harvey steiman

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Blogs  :  Harvey Steiman At Large

Unexpected Spotlights on Oregon

What all the attention might mean

Posted: September 3, 2013  By Harvey Steiman

It was a seminal moment in Oregon's wine history when Robert Drouhin, of Burgundy's celebrated Maison Joseph Drouhin, bought a 225-acre rolling hillside in Dundee Hills in 1987, planted what is now a 90-acre vineyard and built a winery. It was like a stamp of approval. Everyone cheered.

Drouhin's success bolstered the state's burgeoning reputation as a source of great Pinot Noir, mostly created by homegrown talent and owners. They have attracted increasing interest and investment by outsiders, and this year the action has been fast and furious.

Aug. 31, 2013 Issue  :  Features

The Village Pub

A Silicon Valley mainstay builds a cellar deep in Burgundy

Posted: August 31, 2013  By Harvey Steiman

Aug. 31, 2013 Issue  :  Tasting Reports

Australia on the Move

After a period of market turmoil, quality is rising amid a tide of new wines

Posted: August 31, 2013  By Harvey Steiman

Blogs  :  Harvey Steiman At Large

News from the Laboratory

Science marches on, one sip of wine at a time

Posted: August 21, 2013  By Harvey Steiman

I love science. I grew up reading Isaac Asimov essays, and I lap up the latest scientific papers about wine. I came across the following nuggets in recent weeks, ranging from intriguing to frankly frivolous. Each one of them got me thinking. Maybe they will for you too.

Blogs  :  Harvey Steiman At Large

Colorado Wine, Not an Oxymoron

But how good is it? Results of a sampling

Posted: August 2, 2013  By Harvey Steiman

Every state in America makes wine. So everywhere I go, I try to taste at least a few examples of the local product. As my wife and I spend several weeks every summer in the Colorado Rockies, we have been exposed to Colorado bottlings from time to time. I've ordered glasses or bottles of local wines in places such as Arizona, Texas, Michigan, Maryland and Virginia, which get little respect except for a relatively few supporters. Generally I find what I've tasted likable enough. But two big questions keep me from hopping up and down with excitement. I ran into both of those questions as I tasted through a representative sample of 10 Colorado wines with Kyle Schlachter of the Colorado Wine Press website.

News & Features  :  Travel Tips

Travel Tip: New San Francisco Restaurants

Three newcomers bring a casual vibe to elevated dining

Posted: July 22, 2013  By Harvey Steiman

Blogs  :  Harvey Steiman At Large

Big Wines in the Mountains

The Little Nell revamps its Grand Award winner in Aspen

Posted: July 19, 2013  By Harvey Steiman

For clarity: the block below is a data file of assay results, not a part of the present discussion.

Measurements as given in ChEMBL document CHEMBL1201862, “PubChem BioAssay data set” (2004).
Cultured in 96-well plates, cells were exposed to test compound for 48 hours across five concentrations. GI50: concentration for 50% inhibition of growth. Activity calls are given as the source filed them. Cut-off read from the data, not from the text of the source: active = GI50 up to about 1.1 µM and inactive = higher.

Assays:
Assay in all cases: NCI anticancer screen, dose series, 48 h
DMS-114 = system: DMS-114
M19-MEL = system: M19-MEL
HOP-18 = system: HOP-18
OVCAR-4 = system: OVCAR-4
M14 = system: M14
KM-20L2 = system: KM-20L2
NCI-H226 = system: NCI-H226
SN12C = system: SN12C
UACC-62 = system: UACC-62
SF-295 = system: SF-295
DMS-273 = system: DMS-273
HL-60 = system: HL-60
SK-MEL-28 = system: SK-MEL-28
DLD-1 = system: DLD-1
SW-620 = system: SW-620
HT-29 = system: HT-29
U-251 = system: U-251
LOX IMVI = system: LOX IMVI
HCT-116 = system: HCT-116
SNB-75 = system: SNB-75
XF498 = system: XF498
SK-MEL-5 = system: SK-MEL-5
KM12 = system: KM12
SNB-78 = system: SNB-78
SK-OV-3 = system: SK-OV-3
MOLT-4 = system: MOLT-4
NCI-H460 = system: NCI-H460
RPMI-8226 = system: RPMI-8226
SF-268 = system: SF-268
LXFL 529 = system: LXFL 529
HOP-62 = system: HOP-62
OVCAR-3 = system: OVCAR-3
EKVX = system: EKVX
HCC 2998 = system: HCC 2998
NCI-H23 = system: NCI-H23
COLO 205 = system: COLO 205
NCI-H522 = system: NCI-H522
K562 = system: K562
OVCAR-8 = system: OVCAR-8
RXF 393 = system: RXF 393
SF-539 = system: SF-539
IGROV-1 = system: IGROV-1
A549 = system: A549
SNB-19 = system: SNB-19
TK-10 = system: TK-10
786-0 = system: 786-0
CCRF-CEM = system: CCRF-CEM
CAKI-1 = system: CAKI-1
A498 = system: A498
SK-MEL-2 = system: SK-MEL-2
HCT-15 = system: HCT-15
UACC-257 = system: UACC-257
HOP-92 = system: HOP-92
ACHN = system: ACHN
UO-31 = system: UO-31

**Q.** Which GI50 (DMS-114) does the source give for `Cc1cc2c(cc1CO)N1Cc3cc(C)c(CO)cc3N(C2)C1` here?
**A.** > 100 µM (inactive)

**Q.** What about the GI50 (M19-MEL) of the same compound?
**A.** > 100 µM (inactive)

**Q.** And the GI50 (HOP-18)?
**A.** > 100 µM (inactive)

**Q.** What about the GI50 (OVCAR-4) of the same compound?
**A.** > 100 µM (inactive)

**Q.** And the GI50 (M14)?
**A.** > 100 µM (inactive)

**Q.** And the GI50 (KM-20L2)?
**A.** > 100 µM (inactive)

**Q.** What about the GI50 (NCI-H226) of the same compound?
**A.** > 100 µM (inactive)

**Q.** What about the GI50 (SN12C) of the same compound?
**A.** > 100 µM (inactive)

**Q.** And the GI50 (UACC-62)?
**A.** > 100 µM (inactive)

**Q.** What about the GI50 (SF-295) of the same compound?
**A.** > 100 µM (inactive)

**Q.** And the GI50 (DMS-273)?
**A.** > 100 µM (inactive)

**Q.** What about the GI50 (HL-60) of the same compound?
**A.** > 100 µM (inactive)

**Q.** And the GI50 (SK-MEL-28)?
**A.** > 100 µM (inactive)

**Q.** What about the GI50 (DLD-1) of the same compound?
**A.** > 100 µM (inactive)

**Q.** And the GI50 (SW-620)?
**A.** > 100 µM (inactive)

Aspen, Colo., tucked high in the Rocky Mountains, may not be an ideal indicator of economic trends in America. But at the luxury hotel the Little Nell, the expensive wines have started to fly out of the cellar. It has sommelier Carlton McCoy shaking his head in wonder.

Bottles and magnums of first-growth Bordeaux and big-name Burgundy stud a 700-bottle glassed-in wine storage unit that holds a bottle or two of the most-ordered wines and some top-shelf labels. It runs the length of a cocktail bar at the entrance to Element 47, the awkwardly renamed restaurant that won a Wine Spectator Grand Award as Montagna, its previous incarnation.

Blogs  :  Harvey Steiman At Large

A Wine Writer Turns Vintner

Washington wine book author Paul Gregutt switches gears with Waitsburg Cellars, and his first vintage looks promising

Posted: July 10, 2013  By Harvey Steiman

Washington wine writer Paul Gregutt got himself into quite a kerfuffle earlier this year when he sprung Waitsburg Cellars onto the world.

The longtime resident of the Evergreen state is a veteran critic and author of Washington Wines and Wineries, the definitive book on Washington wine, whose wine reviews appeared on his own blog and in several print publications. He had never been a winemaker, but in 2011 partnered with Precept Wines, the state's third-largest wine company, to craft his own wines for the new label. Questions were raised. Could a wine critic also be a winemaker without raising conflict-of-interest issues? Could an untrained neophyte's wines be any good?

Well, I tasted them blind with their peers, as we always do around here, and I can say they are better than good.

Blogs  :  Harvey Steiman At Large

Behind the B.S. About Wine Tasting

How critics of the critics miss the point

Posted: July 3, 2013  By Harvey Steiman

The news media has jumped on a new study of judges at the California State Fair wine competition as evidence that all wine tasting is baloney. But the author of the study says that's not what he meant. Not by a mile.

News & Features  :  News

Australian Wine Pioneer Peter Lehmann Dies at 82

The "Baron of Barossa" was a key figure in the wine region's renaissance

Posted: July 3, 2013  By Harvey Steiman

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